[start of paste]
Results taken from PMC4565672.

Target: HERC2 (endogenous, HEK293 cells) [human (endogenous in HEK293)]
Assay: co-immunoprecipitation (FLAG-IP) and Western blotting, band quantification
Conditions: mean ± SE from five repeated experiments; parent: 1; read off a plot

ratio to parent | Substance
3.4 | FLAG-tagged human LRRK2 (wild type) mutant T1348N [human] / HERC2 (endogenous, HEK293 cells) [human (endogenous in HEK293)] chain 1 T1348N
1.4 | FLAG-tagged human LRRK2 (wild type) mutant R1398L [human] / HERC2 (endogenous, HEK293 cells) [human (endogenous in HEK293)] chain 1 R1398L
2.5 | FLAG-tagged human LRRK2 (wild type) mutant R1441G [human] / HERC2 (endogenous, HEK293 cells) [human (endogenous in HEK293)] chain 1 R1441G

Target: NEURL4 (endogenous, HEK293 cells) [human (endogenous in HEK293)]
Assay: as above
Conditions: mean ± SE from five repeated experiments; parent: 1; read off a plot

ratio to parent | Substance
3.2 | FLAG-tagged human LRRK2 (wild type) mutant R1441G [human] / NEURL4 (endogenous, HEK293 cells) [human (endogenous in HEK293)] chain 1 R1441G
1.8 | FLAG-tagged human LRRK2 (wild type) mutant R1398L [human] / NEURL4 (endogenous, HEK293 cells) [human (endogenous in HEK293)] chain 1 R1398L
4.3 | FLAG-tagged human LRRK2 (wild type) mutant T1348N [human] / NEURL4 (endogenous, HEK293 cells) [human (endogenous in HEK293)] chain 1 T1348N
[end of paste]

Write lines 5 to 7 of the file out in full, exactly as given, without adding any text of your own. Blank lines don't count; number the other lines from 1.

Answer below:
ratio to parent | Substance
3.4 | FLAG-tagged human LRRK2 (wild type) mutant T1348N [human] / HERC2 (endogenous, HEK293 cells) [human (endogenous in HEK293)] chain 1 T1348N
1.4 | FLAG-tagged human LRRK2 (wild type) mutant R1398L [human] / HERC2 (endogenous, HEK293 cells) [human (endogenous in HEK293)] chain 1 R1398L